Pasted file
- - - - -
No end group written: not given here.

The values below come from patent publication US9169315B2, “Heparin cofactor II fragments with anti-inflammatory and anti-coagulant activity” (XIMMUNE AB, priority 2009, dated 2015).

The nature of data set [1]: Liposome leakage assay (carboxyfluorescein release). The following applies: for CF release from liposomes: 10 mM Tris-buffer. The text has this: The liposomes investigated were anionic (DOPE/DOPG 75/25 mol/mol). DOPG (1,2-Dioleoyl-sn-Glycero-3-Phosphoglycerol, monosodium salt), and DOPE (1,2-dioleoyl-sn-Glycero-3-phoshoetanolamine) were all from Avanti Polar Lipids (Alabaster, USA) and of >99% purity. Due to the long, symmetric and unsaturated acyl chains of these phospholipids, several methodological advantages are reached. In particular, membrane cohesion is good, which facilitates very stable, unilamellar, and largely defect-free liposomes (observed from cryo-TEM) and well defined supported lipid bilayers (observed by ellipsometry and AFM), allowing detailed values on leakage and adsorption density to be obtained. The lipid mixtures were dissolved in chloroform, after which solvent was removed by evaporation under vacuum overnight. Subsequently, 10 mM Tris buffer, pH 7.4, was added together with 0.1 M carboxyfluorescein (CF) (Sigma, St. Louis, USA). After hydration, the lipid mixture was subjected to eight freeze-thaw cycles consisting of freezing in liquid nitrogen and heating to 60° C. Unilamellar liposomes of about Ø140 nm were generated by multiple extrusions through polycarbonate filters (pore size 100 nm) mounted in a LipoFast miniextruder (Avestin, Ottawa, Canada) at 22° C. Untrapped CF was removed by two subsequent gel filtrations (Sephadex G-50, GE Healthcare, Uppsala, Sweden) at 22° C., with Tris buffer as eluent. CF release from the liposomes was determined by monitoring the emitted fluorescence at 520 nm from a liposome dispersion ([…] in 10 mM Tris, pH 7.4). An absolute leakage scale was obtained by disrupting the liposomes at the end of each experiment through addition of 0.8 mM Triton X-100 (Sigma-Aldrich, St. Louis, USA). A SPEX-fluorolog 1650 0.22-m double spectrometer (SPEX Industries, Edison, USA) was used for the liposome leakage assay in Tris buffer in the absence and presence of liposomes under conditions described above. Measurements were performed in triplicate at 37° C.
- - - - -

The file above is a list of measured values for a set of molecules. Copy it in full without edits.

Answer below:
No end group written: not given here.

The values below come from patent publication US9169315B2, “Heparin cofactor II fragments with anti-inflammatory and anti-coagulant activity” (XIMMUNE AB, priority 2009, dated 2015).

The nature of data set [1]: Liposome leakage assay (carboxyfluorescein release). The following applies: for CF release from liposomes: 10 mM Tris-buffer. The text has this: The liposomes investigated were anionic (DOPE/DOPG 75/25 mol/mol). DOPG (1,2-Dioleoyl-sn-Glycero-3-Phosphoglycerol, monosodium salt), and DOPE (1,2-dioleoyl-sn-Glycero-3-phoshoetanolamine) were all from Avanti Polar Lipids (Alabaster, USA) and of >99% purity. Due to the long, symmetric and unsaturated acyl chains of these phospholipids, several methodological advantages are reached. In particular, membrane cohesion is good, which facilitates very stable, unilamellar, and largely defect-free liposomes (observed from cryo-TEM) and well defined supported lipid bilayers (observed by ellipsometry and AFM), allowing detailed values on leakage and adsorption density to be obtained. The lipid mixtures were dissolved in chloroform, after which solvent was removed by evaporation under vacuum overnight. Subsequently, 10 mM Tris buffer, pH 7.4, was added together with 0.1 M carboxyfluorescein (CF) (Sigma, St. Louis, USA). After hydration, the lipid mixture was subjected to eight freeze-thaw cycles consisting of freezing in liquid nitrogen and heating to 60° C. Unilamellar liposomes of about Ø140 nm were generated by multiple extrusions through polycarbonate filters (pore size 100 nm) mounted in a LipoFast miniextruder (Avestin, Ottawa, Canada) at 22° C. Untrapped CF was removed by two subsequent gel filtrations (Sephadex G-50, GE Healthcare, Uppsala, Sweden) at 22° C., with Tris buffer as eluent. CF release from the liposomes was determined by monitoring the emitted fluorescence at 520 nm from a liposome dispersion ([…] in 10 mM Tris, pH 7.4). An absolute leakage scale was obtained by disrupting the liposomes at the end of each experiment through addition of 0.8 mM Triton X-100 (Sigma-Aldrich, St. Louis, USA). A SPEX-fluorolog 1650 0.22-m double spectrometer (SPEX Industries, Edison, USA) was used for the liposome leakage assay in Tris buffer in the absence and presence of liposomes under conditions described above. Measurements were performed in triplicate at 37° C.